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2017 IBI Preview Capsule: Dan Otero

Dan Otero was a pleasant surprise for the Indians in 2016 as he went from a career worst season in 2015 to one of the better years he's ever had. The question is can he continue that moving forward?

The IBI Preview Capsules are back for 2017 as Jake Dungan takes an in-depth look at all the players who could impact the Tribe in the upcoming season from the established stars to the prospects on the verge of being called up to the majors to the non-roster invites to spring training.

Dan Otero, RHP

Throws: Right -- Bats: Right -- Entering his age-32 season -- Contract: Avoided arbitration with a 1-year/$1.05 million deal (Free agent in 2020)

2016 In Review: Not much was thought of the Indians' purchasing Dan Otero from the Phillies during last offseason, but it didn't take long for him to establish himself as one of the key arms at the back of the Tribe bullpen. In 62 appearances, the veteran right-hander went 5-1 with a 1.53 ERA. Coming off a year where he went 2-4 with a 6.75 ERA with Oakland, Otero managed to rediscover the dominance he had in years prior with the A's where he went 10-2 with a 2.01 ERA in 105 combined outings between 2013 and 2014. Last season, however, the 31-year-old posted career bests in strikeouts (57), WHIP (0.906), strikeouts-per-nine-innings (7.3) and strikeout-to-walk ratio (5.70). By the end of the year, he was in the mix with one of the top groups of late-inning relievers in the game joining Bryan Shaw, Andrew Miller and Cody Allen, thus giving the Indians the advantage of shortening games significantly and increasing their chances of winning if they had a lead by even just the fourth or fifth innings.

Versus Right-handers: Throughout most of his career, Otero has been about as balanced a pitcher as you can get regarding platoon splits with a career opposing batting average of .263 with an OPS of .646 against right-handed hitters and .268 and .674 marks against lefties, respectively. 2016 may have been the most even of all with a .223 average and .529 OPS against right-handers and .197 clip and .522 OPS versus southpaws. Otero has had better results against righties as far as walks given up, however, with only two free passes issued to them last year, giving him just 15 for his career.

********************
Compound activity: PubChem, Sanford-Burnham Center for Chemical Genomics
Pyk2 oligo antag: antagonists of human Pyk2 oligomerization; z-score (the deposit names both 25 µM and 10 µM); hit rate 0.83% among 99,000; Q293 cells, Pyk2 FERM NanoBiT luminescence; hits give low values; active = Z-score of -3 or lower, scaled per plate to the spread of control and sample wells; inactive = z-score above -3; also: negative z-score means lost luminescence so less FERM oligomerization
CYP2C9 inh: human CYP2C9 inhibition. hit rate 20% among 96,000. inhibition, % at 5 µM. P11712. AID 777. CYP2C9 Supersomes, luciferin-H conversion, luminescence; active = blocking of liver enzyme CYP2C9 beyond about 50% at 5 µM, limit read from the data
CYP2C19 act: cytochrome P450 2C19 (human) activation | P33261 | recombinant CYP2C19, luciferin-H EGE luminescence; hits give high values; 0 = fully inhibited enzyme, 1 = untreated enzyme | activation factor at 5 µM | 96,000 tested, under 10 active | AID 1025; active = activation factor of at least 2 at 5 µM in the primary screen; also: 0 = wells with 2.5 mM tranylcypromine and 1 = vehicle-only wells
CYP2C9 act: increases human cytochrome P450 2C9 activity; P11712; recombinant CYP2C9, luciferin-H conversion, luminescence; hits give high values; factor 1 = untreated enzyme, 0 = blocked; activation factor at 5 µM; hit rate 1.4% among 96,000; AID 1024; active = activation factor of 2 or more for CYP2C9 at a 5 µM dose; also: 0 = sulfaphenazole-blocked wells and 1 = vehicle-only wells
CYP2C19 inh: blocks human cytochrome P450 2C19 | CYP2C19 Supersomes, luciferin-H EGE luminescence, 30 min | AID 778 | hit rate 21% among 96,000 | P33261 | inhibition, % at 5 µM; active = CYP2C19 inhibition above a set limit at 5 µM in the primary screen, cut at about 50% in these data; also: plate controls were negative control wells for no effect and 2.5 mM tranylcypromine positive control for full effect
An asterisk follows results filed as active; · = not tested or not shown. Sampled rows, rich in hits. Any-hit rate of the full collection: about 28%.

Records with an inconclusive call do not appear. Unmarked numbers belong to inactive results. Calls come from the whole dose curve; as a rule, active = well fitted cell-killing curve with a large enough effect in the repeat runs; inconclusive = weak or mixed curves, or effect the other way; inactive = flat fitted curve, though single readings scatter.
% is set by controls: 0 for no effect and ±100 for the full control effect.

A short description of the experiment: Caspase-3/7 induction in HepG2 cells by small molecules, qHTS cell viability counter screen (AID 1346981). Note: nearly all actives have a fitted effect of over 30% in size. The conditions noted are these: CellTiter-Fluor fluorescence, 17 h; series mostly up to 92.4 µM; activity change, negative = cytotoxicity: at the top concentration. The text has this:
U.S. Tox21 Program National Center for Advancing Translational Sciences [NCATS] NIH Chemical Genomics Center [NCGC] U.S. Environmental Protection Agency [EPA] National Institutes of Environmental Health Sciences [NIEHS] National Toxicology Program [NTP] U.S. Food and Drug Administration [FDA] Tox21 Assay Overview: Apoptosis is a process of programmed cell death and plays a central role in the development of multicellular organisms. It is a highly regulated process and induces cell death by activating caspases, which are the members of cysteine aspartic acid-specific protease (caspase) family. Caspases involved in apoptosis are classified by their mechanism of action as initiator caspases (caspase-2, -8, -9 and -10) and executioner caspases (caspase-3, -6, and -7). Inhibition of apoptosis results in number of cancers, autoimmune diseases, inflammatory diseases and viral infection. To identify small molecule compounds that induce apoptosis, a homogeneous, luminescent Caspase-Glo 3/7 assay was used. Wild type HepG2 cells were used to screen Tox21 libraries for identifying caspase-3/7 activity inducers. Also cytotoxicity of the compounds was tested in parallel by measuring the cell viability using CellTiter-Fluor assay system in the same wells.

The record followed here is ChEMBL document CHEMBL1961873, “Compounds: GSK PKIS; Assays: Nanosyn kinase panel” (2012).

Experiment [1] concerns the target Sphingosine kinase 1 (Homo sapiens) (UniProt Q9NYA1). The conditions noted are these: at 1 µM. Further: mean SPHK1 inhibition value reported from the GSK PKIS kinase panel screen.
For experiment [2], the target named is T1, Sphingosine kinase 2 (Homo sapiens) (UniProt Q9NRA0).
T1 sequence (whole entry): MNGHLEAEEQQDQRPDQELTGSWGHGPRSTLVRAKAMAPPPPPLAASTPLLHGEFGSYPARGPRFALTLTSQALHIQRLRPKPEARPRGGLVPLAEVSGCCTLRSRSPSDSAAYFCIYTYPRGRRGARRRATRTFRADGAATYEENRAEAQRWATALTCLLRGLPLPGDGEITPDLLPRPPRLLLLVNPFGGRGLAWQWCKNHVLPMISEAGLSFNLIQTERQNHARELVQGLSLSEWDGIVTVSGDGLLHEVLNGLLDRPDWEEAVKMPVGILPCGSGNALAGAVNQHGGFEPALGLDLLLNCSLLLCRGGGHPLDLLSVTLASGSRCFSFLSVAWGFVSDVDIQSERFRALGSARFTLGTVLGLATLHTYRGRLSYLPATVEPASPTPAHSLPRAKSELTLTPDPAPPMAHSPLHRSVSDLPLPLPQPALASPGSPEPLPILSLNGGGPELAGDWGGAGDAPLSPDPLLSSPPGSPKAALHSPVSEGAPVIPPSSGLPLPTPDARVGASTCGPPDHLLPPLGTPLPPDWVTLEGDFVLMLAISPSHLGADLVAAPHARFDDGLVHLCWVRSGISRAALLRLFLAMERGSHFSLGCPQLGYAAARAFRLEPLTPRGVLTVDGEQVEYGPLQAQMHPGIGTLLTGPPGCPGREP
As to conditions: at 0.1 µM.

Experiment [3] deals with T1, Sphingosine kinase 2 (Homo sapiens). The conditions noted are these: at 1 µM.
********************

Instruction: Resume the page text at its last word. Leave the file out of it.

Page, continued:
Versus Left-handers: One of the elements of Otero's 2016 campaign that strayed from his normal career patterns was how few hits he had given up to left-handers as they batted just .197 against him in 117 at-bats. Before last season, the lowest average southpaws had against the Miami native was .269 back in 2013. On the other hand, even though Otero doesn't walk many batters in general, most of them have come when someone is batting from the left side with eight of 10 coming against lefties last year and 24 of his 39 career walks being issued to southpaws.

Pitch Mix: Otero features a five-pitch mix starting with his sinker, which he throws the majority of the time. After that, he'll go with a four-seamer, a changeup, a slider and the odd curveball. The right-hander has had a knack for getting batters to hit the ball on the ground throughout his time in the big leagues as he posted the second highest groundball percentage of his career in 2016 at 62.3%. He also had the second highest groundball-to-flyball ratio at 3.18, although the 6.00 mark from his rookie season in 2012 was over only a dozen appearances. He doesn't throw the ball hard only topping out in the low 90s, but he barely walks anyone and he rarely gives up home runs. Keeping hitters off balance and keeping the ball on the ground is the name of Otero's game and with the top flight infield defense that the Indians have behind him, there aren't many more ideal landing spots he could've found in the league.

Fantasy Impact: Understandably there's reason to have trepidations about whether Otero can replicate his performance from 2016 and odds are he probably won't. But that doesn't mean he can't still be effective or remain one of the Tribe's better relievers in 2017. Indeed, Steamer and Depth Charts both anticipate some decline from last season, but they still see him posting a decent ERA of 3.50 and a positive WAR of 0.5. One thing to keep in mind, however, is just what was mentioned earlier, Otero has a track record for success as far as limiting walks, home runs and keeping the ball on the ground and the Indians are in pretty good shape defensively around the diamond, particularly up the middle, so even if he isn't as dominant as last year, his teammates can still pick him up a bit if needed.

Summary: One of the general understandings in the game of baseball is that relievers can be very volatile from one year to the next, especially if they're not the elite-level closer-types like an Andrew Miller or Cody Allen. The Indians have been burned in recent years by guys who blew everyone away one year and struggled the next, as was the case with Scott Atchison and Jeff Manship. The question moving into 2017 concerning Dan Otero is will he be able to pick up where he left off last season or will he join the one-hit-wonder class? Again, his track record and skillset would tend to create more optimism, but of course we won't know until it actually plays out on the mound. If he can pull it off, however, Cleveland could once again be home to one of the most dynamic, lights-out bullpens in the majors for another season.

Check out our other 2017 Preview Capsules here:

Jake Dungan is the Managing Editor for IBI and a podcast host on the Smoke Signals Network. Email him at or follow him on Twitter @JakeDBaseball.

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